Second dose anxiety continues after winter storms close vaccine sites
MEMPHIS, Tenn. (WMC) - While many vaccination appointments are being postponed across the Mid-South, distributors are delaying shipments of the shots because of the week of winter weather.
Public vaccinations took a hit this week, but doctors said this week may have been okay for the pandemic and the goal of reducing transmission.
“I think there is a silver lining,” said Dr. Manoj Jain, Infectious Disease Specialist.
Dr. Jain said while public vaccinations screeched to a standstill this week, in Shelby county all sites are closed through Thursday same goes for sites in Mississippi and Arkansas, the winter weather may have helped keep COVID-19 cases low.
“Snow and the ice has caused us to be more socially distant,” said Dr. Jain. “Less people are obviously going to work and less people are engaging in gatherings.”
That same weather is wreaking havoc on the methods of getting vaccines to communities.
The CDC has reported snow has temporarily shut down shipments from the Memphis FedEx hub and the UPS hub in Louisville.
State Health Departments said they did not receive their weekly allotments this week.
Both the Tennessee and Mississippi’s departments or health said they have not had to throw any doses away because of the postponement in appointments.
Arkansas Department of Health said once offices open back up it will have to look at its most recent wastage report to see how its current allotments faired.
Shelby County worked to get their last doses in arms ahead of the snow this week. They called people to get vaccinated on Sunday and gave leftover doses to Shelby County Schools to begin staff vaccinations.
Anxiety is growing on top of anxiety with the week’s vaccination postponements.
For weeks health officials have said six weeks between your first and second COVID-19 vaccination doses is an acceptable time frame.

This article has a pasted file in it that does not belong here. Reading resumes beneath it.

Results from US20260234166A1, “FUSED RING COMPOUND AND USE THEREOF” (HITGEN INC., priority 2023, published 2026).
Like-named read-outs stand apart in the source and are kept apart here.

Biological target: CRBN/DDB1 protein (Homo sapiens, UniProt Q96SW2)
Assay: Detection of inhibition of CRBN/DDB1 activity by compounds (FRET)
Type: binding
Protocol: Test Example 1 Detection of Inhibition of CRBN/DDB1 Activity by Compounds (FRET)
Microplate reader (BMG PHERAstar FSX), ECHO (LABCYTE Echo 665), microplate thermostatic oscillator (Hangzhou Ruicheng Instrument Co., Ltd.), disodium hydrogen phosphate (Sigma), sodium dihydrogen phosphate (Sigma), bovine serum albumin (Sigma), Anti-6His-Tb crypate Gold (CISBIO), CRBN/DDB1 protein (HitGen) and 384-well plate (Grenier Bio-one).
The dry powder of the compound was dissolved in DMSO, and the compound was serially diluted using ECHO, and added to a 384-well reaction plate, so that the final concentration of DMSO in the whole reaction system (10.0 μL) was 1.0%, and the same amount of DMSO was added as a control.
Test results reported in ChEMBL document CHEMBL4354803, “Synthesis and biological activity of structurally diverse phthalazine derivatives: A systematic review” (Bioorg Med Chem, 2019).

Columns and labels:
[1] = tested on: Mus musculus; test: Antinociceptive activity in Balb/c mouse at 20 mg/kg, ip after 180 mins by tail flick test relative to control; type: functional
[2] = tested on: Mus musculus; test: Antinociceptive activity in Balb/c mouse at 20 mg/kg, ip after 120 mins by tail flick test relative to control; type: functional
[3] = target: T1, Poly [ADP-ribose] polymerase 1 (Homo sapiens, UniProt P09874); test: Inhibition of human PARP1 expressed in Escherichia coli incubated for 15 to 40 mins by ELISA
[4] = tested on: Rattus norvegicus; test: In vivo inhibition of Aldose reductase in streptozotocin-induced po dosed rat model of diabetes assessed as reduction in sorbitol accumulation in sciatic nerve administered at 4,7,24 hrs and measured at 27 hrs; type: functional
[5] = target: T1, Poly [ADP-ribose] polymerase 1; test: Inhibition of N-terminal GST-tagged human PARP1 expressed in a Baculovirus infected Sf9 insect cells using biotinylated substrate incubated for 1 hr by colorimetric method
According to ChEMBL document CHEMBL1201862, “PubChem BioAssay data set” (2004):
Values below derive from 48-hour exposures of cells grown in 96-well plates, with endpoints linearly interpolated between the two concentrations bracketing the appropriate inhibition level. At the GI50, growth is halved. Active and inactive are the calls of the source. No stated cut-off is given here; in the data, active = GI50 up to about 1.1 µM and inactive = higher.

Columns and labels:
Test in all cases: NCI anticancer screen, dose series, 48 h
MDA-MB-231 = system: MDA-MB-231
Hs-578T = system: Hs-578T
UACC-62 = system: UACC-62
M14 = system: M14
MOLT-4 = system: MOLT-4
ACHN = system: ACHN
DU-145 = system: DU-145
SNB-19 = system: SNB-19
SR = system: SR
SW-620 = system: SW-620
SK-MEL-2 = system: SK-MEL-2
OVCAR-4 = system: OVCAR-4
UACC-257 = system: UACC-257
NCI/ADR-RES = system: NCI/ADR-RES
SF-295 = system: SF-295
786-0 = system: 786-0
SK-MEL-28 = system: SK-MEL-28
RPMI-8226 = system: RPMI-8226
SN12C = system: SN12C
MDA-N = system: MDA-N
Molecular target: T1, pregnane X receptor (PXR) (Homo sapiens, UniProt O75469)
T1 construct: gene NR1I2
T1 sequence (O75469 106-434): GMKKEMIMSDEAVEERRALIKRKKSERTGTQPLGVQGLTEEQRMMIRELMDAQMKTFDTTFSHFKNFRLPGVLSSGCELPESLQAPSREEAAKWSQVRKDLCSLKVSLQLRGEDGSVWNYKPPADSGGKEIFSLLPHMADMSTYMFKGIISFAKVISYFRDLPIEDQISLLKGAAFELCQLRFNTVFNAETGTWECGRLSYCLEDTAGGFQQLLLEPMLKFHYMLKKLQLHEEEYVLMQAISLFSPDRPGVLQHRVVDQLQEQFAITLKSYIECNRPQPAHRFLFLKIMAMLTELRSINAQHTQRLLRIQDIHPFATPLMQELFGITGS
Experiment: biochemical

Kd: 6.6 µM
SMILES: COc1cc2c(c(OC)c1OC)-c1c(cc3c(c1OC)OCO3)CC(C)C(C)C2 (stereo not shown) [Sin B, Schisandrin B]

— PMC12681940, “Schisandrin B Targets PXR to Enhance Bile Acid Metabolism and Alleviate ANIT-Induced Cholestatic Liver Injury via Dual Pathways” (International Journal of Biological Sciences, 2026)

Now, doctors said they have little information about what will happen if that window is not met.
“There’s not a great deal of concern from my end as an infectious disease doctor,” said Dr. Jain.
Dr. Jain is continuing to follow the guidelines from the CDC when it comes to administering the two COVID-19 vaccines.
While six weeks is considered an acceptable timeframe, there are many Shelby County residents who were vaccinated in January who now have to wait at least another week for their second dose appointment.
That is taking them well over the three to four week window and very close to the six week timeframe.
Dr. Jain said there’s little information about what happens beyond the six weeks.
“What we do know is beyond that six weeks the CDC is not recommending you restart the series,” said Jain.”If people are concerned your physician can have your blood drawn, we can look at antibodies and that will give an excellent perspective on if you have immune protection or not.”
Jain said both shots produce about a 95 percent efficacy rate.
Only one dose produces a 50-80 percent efficacy rate, but about a 90 percent protection against serious illness.
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